Words like slut, whore, dyke and bitch become commonplace in the locker room and, sadly, a teenage girl’s first experience of misogyny and homophobia can be from classmates parroting what they’ve heard elsewhere. A school year can feel like a prison sentence when rules and hierarchies discourage individuality. When lunch breaks are a battlefield, it’s hard to believe that teenagers actually have to study for exams on top of all of this.
Even though sexuality is barely touched upon on Let Go (Lavigne saves most of that energy for her incredible 2004 album Under My Skin), the otherness that Lavigne expresses is refuge for the sidelined. In the teen tribe wars, one team imposes normality and the other team runs from it. Anything But Ordinary captures the dramatics of conforming: “Is it enough to love? Is it enough to breathe? Somebody rip my heart out and leave me here to bleed. Is it enough to die? Somebody save my life. I’d rather be anything but ordinary, please”.
It’s no wonder that queer indie-pop acts like Mitski, Marika Hackman, Snail Mail and Pillow Queens cite Lavigne as an influence on their work. However, when you are a teenager, queerness is still explored with caution, even if you are sitting with the misfits on the stairs. And in 2002, the discussions around mental health were kept to a minimum, so singing these lyrics out loud was the closest thing some of us had to having an honest conversation. Before My Chemical Romance gave us I’m Not Okay (I Promise) in 2004, this was how we performed that very sentiment.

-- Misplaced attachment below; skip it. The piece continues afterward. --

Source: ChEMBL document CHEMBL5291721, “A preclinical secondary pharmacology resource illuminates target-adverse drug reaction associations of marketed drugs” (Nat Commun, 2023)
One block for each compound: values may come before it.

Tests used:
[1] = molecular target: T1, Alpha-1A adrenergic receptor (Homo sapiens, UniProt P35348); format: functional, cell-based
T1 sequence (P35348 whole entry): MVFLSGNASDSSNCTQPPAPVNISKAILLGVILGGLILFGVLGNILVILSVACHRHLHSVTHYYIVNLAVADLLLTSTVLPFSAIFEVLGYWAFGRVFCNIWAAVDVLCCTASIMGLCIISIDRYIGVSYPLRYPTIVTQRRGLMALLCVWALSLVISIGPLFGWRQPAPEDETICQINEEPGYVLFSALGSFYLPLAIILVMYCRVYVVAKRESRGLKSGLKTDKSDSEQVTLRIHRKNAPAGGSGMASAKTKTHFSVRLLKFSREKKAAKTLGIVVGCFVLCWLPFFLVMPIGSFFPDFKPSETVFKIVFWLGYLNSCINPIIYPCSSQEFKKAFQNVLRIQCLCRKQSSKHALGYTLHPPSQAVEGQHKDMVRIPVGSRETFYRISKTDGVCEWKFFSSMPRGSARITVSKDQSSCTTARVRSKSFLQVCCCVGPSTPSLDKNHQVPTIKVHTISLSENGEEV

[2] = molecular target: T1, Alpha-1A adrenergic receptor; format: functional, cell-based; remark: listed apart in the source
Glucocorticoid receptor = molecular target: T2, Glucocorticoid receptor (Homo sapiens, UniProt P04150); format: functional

Lavigne was a gateway to other music – emo, metal, dance, indie, hip-hop – but more importantly, she was a gateway to another life. Through her, we found friends and our voice, even if it was a low grumble at times. Even though my band of misfits didn’t stay together past graduation, we know that we saved each other. Just like Leah did for me on that first day back in school, we asked if people wanted to sit with us if they were shut out from the pack. That’s all it takes to save a life sometimes.